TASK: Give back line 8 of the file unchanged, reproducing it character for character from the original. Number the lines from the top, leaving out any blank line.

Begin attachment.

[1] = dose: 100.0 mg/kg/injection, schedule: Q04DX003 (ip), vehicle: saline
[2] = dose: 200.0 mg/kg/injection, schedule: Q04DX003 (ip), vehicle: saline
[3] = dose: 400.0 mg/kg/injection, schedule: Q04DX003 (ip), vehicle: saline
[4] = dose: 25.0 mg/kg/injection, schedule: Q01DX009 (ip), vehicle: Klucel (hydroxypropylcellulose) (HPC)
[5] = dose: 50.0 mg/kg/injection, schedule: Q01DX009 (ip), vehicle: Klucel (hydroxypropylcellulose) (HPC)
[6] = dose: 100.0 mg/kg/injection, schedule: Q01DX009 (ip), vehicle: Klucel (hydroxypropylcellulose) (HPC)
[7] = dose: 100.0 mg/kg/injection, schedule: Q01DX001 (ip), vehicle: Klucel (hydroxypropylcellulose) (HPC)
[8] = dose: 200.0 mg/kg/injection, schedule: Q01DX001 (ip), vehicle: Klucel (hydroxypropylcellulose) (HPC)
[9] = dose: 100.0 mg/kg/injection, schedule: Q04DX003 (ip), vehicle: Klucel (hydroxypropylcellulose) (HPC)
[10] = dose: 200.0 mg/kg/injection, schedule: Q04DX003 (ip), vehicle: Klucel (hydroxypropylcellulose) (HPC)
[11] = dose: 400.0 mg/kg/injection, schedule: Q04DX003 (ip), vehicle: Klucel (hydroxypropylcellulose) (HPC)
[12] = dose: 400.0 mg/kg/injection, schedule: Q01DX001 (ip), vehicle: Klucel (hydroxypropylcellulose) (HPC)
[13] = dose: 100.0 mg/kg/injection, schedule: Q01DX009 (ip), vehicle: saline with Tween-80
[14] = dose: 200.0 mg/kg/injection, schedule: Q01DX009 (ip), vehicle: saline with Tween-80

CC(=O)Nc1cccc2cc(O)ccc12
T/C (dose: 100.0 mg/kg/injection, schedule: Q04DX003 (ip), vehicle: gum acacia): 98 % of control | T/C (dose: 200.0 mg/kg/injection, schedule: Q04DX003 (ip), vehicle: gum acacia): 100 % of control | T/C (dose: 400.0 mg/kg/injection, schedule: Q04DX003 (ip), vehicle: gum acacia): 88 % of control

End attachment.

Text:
[8] = dose: 200.0 mg/kg/injection, schedule: Q01DX001 (ip), vehicle: Klucel (hydroxypropylcellulose) (HPC)